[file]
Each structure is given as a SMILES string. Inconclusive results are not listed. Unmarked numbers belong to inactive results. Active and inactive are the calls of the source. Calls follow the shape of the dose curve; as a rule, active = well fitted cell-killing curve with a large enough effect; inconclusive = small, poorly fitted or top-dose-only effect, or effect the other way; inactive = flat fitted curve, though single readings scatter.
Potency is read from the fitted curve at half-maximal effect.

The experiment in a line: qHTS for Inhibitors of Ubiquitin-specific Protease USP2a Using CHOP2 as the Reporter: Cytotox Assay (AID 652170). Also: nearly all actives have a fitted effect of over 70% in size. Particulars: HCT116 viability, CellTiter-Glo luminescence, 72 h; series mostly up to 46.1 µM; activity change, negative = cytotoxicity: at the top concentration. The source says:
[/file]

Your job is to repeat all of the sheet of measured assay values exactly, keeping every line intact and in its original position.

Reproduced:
Each structure is given as a SMILES string. Inconclusive results are not listed. Unmarked numbers belong to inactive results. Active and inactive are the calls of the source. Calls follow the shape of the dose curve; as a rule, active = well fitted cell-killing curve with a large enough effect; inconclusive = small, poorly fitted or top-dose-only effect, or effect the other way; inactive = flat fitted curve, though single readings scatter.
Potency is read from the fitted curve at half-maximal effect.

The experiment in a line: qHTS for Inhibitors of Ubiquitin-specific Protease USP2a Using CHOP2 as the Reporter: Cytotox Assay (AID 652170). Also: nearly all actives have a fitted effect of over 70% in size. Particulars: HCT116 viability, CellTiter-Glo luminescence, 72 h; series mostly up to 46.1 µM; activity change, negative = cytotoxicity: at the top concentration. The source says: